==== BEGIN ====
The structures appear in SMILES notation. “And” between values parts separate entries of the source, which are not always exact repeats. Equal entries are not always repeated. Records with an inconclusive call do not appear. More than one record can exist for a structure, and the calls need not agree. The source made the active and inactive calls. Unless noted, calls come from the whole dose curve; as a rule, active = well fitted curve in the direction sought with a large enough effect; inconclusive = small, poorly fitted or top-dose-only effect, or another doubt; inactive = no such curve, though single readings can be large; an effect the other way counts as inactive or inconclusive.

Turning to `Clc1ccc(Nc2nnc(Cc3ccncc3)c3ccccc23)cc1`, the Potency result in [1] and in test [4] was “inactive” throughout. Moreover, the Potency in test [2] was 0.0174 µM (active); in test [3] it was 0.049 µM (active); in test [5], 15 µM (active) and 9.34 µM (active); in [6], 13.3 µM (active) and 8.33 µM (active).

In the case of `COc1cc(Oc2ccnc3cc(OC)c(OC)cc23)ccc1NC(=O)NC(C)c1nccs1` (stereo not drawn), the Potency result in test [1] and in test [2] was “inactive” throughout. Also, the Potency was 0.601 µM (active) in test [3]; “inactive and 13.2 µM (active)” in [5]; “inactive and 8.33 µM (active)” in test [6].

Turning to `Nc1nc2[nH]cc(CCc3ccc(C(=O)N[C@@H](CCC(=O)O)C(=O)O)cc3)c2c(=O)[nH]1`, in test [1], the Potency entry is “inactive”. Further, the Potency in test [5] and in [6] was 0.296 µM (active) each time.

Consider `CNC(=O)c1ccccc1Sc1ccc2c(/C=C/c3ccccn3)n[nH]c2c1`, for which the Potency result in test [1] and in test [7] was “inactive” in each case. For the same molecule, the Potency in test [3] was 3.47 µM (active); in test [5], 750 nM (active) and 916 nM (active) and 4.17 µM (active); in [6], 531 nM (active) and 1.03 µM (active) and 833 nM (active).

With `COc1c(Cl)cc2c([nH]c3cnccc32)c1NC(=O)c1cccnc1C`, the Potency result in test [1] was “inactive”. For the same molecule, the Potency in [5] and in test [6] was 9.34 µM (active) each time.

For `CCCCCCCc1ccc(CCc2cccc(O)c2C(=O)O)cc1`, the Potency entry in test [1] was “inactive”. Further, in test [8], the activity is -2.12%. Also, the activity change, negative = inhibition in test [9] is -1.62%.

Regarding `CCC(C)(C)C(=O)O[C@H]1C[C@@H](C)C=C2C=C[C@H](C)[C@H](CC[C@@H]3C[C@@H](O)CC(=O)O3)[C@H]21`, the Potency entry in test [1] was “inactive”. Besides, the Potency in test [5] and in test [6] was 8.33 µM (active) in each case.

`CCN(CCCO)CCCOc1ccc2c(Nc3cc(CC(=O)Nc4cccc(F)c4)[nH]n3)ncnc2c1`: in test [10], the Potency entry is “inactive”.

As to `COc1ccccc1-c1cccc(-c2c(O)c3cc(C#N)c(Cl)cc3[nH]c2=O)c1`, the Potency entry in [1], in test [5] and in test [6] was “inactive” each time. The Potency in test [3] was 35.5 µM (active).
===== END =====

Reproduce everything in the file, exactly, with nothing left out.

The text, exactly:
The structures appear in SMILES notation. “And” between values parts separate entries of the source, which are not always exact repeats. Equal entries are not always repeated. Records with an inconclusive call do not appear. More than one record can exist for a structure, and the calls need not agree. The source made the active and inactive calls. Unless noted, calls come from the whole dose curve; as a rule, active = well fitted curve in the direction sought with a large enough effect; inconclusive = small, poorly fitted or top-dose-only effect, or another doubt; inactive = no such curve, though single readings can be large; an effect the other way counts as inactive or inconclusive.

Turning to `Clc1ccc(Nc2nnc(Cc3ccncc3)c3ccccc23)cc1`, the Potency result in [1] and in test [4] was “inactive” throughout. Moreover, the Potency in test [2] was 0.0174 µM (active); in test [3] it was 0.049 µM (active); in test [5], 15 µM (active) and 9.34 µM (active); in [6], 13.3 µM (active) and 8.33 µM (active).

In the case of `COc1cc(Oc2ccnc3cc(OC)c(OC)cc23)ccc1NC(=O)NC(C)c1nccs1` (stereo not drawn), the Potency result in test [1] and in test [2] was “inactive” throughout. Also, the Potency was 0.601 µM (active) in test [3]; “inactive and 13.2 µM (active)” in [5]; “inactive and 8.33 µM (active)” in test [6].

Turning to `Nc1nc2[nH]cc(CCc3ccc(C(=O)N[C@@H](CCC(=O)O)C(=O)O)cc3)c2c(=O)[nH]1`, in test [1], the Potency entry is “inactive”. Further, the Potency in test [5] and in [6] was 0.296 µM (active) each time.

Consider `CNC(=O)c1ccccc1Sc1ccc2c(/C=C/c3ccccn3)n[nH]c2c1`, for which the Potency result in test [1] and in test [7] was “inactive” in each case. For the same molecule, the Potency in test [3] was 3.47 µM (active); in test [5], 750 nM (active) and 916 nM (active) and 4.17 µM (active); in [6], 531 nM (active) and 1.03 µM (active) and 833 nM (active).

With `COc1c(Cl)cc2c([nH]c3cnccc32)c1NC(=O)c1cccnc1C`, the Potency result in test [1] was “inactive”. For the same molecule, the Potency in [5] and in test [6] was 9.34 µM (active) each time.

For `CCCCCCCc1ccc(CCc2cccc(O)c2C(=O)O)cc1`, the Potency entry in test [1] was “inactive”. Further, in test [8], the activity is -2.12%. Also, the activity change, negative = inhibition in test [9] is -1.62%.

Regarding `CCC(C)(C)C(=O)O[C@H]1C[C@@H](C)C=C2C=C[C@H](C)[C@H](CC[C@@H]3C[C@@H](O)CC(=O)O3)[C@H]21`, the Potency entry in test [1] was “inactive”. Besides, the Potency in test [5] and in test [6] was 8.33 µM (active) in each case.

`CCN(CCCO)CCCOc1ccc2c(Nc3cc(CC(=O)Nc4cccc(F)c4)[nH]n3)ncnc2c1`: in test [10], the Potency entry is “inactive”.

As to `COc1ccccc1-c1cccc(-c2c(O)c3cc(C#N)c(Cl)cc3[nH]c2=O)c1`, the Potency entry in [1], in test [5] and in test [6] was “inactive” each time. The Potency in test [3] was 35.5 µM (active).